ever, steward Richard Hicks filed a lawsuit against his employer, Waterman Steamship Corporation, and Maersk Line

out when it was attacked. It appears many of the 20-strong crew blame the master for the incident because he sailed

CREW from the Maersk Alabama at a press conference in Mombasa following the attack. Photo: Reuters for knowingly sending him closer to Somalia than the into pirate-infested waters. At recommended limit. the time organisations such Sixteen crew members as the International Maritime have formed themselves into Bureau were advising ships to a group known as the Alakeep at least 600 miles off the bama Shipmates, which is Somali coast but the Maersk lobbying the US and other Alabama was about 380 miles governments to improve the

More hijackings despite navy action Continued from P1 After the incident EU Navfor issued a statement saying its units had been involved in concerted operations to interdict and disrupt pirate groups before they had the opportunity to attack vessels in the Indian Ocean. Six groups of pirates had been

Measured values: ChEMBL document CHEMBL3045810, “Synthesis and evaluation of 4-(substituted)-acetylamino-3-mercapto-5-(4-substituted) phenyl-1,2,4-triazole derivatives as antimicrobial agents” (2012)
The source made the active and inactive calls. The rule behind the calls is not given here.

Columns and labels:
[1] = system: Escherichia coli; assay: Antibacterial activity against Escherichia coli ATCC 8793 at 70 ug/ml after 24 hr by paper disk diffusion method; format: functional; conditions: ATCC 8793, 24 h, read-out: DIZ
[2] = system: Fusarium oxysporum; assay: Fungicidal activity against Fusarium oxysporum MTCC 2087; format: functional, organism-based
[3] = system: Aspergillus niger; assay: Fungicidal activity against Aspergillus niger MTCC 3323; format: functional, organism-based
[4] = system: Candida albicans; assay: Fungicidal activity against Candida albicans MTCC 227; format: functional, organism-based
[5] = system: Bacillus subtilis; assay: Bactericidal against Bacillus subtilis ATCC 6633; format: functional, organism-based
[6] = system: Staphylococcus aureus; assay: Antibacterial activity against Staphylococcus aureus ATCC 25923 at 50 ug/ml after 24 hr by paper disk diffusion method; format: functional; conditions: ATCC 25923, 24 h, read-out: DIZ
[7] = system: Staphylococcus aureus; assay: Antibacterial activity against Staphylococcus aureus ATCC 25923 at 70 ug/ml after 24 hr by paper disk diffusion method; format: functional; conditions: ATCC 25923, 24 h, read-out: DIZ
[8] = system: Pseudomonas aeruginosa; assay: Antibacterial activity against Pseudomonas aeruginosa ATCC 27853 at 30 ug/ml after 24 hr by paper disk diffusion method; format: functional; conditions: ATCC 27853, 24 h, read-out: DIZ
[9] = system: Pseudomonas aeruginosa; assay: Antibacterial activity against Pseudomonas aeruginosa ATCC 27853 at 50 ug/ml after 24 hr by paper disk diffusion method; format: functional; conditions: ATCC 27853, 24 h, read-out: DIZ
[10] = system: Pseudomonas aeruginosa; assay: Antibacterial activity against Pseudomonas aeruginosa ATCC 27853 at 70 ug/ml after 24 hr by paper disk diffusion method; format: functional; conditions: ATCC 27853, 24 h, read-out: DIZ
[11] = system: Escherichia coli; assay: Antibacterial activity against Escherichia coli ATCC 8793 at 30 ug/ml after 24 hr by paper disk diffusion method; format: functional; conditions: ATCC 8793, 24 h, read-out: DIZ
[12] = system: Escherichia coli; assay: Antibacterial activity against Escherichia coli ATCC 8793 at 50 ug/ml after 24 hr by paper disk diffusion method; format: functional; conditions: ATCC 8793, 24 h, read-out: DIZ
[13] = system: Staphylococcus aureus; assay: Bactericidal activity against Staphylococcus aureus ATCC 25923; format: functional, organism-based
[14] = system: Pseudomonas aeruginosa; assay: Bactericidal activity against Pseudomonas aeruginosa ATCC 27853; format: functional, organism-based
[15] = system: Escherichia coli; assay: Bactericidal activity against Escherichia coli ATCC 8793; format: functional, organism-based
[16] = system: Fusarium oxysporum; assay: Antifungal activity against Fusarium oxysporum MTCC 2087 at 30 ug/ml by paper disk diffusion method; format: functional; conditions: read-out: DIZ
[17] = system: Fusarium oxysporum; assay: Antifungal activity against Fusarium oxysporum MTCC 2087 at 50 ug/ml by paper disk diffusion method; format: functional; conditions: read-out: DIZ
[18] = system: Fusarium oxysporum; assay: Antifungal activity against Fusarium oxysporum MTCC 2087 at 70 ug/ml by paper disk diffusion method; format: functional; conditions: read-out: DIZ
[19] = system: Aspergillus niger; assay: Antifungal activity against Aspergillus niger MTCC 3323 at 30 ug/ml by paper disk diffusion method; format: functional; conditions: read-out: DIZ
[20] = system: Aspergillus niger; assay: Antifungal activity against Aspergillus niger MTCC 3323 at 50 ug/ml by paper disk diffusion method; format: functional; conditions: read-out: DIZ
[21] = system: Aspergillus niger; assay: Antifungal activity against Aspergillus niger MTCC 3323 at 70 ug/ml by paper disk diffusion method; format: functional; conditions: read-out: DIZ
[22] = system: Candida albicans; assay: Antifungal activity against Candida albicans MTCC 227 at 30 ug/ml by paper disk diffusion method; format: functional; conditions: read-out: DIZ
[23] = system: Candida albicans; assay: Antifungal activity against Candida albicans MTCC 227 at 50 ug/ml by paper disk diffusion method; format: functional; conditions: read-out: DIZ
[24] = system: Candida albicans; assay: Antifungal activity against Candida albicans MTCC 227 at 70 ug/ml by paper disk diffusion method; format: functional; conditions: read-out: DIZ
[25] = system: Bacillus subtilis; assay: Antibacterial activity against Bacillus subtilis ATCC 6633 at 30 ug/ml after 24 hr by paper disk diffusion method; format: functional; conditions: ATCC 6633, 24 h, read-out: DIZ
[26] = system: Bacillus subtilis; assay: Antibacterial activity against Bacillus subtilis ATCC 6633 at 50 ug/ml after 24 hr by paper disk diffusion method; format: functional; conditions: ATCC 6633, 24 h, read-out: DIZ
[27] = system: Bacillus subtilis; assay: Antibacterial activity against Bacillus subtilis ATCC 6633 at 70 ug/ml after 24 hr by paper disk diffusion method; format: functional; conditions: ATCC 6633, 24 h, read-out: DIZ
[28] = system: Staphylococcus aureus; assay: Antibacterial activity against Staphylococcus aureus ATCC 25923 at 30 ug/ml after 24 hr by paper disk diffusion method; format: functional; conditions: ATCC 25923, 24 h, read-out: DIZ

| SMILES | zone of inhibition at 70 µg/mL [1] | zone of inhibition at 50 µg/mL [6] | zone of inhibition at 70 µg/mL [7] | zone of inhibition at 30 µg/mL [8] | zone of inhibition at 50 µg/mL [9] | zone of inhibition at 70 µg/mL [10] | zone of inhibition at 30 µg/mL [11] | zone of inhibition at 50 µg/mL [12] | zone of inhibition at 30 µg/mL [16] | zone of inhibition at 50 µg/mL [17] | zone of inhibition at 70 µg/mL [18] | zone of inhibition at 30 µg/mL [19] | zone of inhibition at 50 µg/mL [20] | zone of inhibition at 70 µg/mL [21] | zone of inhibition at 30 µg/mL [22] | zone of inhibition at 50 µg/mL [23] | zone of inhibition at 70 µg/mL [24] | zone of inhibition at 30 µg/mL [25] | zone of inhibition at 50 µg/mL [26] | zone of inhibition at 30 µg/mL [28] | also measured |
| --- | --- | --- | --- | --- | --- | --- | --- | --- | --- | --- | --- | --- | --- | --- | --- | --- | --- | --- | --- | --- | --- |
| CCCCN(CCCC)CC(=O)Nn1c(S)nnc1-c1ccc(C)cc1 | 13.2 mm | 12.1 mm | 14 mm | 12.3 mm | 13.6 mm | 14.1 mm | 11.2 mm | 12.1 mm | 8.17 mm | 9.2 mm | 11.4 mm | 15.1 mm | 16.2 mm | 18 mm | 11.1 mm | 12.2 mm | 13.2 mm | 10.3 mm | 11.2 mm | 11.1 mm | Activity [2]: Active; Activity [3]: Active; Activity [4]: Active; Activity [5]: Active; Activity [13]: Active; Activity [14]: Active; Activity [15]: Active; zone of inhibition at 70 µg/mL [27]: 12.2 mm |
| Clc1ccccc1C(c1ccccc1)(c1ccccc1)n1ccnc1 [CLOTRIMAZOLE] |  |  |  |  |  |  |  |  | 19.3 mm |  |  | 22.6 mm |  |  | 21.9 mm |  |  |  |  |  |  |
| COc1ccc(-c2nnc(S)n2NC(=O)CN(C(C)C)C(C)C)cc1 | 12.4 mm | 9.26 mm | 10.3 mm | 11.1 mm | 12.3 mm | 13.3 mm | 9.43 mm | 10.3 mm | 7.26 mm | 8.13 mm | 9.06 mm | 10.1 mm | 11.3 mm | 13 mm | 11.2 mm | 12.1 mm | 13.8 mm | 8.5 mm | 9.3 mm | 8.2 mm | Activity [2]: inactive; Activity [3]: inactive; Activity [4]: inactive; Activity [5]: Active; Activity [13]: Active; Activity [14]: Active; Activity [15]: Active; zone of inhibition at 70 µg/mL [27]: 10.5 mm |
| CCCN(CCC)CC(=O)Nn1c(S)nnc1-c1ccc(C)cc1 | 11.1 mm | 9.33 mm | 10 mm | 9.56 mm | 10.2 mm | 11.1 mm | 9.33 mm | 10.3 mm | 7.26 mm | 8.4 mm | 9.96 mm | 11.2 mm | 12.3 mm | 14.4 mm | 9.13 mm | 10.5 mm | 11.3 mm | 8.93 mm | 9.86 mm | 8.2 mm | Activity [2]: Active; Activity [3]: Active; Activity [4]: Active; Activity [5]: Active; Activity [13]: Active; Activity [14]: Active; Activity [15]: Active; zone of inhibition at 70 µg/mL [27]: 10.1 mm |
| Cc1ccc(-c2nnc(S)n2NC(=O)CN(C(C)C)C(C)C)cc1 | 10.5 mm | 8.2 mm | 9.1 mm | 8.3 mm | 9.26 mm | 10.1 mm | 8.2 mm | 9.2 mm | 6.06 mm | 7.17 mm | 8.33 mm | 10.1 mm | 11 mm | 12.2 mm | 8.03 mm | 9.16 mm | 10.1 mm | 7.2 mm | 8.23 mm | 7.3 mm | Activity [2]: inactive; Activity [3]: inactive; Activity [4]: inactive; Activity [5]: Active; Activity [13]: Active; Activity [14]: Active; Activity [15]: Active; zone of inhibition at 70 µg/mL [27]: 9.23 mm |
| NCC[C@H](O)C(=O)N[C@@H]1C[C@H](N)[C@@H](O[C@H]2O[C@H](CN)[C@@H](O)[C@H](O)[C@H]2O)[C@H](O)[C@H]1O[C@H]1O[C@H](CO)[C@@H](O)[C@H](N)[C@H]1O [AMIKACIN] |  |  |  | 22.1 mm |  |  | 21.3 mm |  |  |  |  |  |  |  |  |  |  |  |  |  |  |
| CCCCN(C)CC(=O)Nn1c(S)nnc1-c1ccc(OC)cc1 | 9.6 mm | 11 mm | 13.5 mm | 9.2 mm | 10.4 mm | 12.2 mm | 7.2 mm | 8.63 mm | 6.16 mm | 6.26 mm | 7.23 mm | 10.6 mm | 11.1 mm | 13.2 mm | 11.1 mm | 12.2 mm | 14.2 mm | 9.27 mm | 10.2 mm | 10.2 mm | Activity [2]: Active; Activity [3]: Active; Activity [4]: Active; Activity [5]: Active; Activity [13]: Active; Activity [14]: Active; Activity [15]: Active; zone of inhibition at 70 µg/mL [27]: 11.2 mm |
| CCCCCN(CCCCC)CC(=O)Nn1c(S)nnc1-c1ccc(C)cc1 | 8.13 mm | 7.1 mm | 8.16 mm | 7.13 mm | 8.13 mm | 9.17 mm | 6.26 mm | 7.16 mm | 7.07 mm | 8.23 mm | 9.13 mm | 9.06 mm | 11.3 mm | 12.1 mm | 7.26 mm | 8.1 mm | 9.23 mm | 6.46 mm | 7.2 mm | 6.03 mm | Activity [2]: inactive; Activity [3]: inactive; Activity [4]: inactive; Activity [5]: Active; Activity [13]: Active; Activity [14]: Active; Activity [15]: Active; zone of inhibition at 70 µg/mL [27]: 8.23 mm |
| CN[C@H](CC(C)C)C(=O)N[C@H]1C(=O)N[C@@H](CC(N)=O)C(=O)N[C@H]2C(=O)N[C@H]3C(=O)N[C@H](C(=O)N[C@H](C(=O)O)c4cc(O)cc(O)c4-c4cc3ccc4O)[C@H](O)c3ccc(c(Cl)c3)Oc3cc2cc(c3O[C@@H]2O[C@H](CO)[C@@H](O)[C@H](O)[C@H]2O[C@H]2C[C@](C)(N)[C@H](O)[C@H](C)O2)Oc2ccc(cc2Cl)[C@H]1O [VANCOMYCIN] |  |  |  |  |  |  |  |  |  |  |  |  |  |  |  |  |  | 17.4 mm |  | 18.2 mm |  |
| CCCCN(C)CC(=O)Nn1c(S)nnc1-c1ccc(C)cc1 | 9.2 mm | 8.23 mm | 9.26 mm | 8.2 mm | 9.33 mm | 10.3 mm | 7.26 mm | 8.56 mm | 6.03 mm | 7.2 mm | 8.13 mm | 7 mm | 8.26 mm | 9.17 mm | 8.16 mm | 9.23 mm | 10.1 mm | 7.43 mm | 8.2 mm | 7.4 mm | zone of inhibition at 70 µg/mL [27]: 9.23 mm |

intercepted, mother ships and skiffs destroyed and over 40 pirates taken into custody. Throughout March, EU Navfor continued operations in conjunction with the Seychelles Coastguard, capturing more suspects and destroying pirate craft.

IMB director Potengal Mukundan told The Sea that the navies should be commended for their actions and he particularly welcomed the targeting of pirate mother ships. But he added: “We do need more warships, especially in the Indian Ocean.”

safety of ships sailing off the Horn of Africa. Just before the anniversary of the incident, Captain Phillips published a book about it: A Captain’s Duty: Somali Pirates, Navy SEALS, and Dangerous Days at Sea. In response, the Alabama Shipmates issued a statement strongly urging the US government, foreign governments, shipping companies and the maritime unions to work together to protect mariners at sea and bring those currently being held in Somalia safely home to their families. “While the Alabama Shipmates are disappointed with Richard Phillips’s actions in the days preceding the attack, as well as his actions over the past year, their primary concern has been, and remains, ensuring the safe passage of merchant vessels off the coast of Somalia.”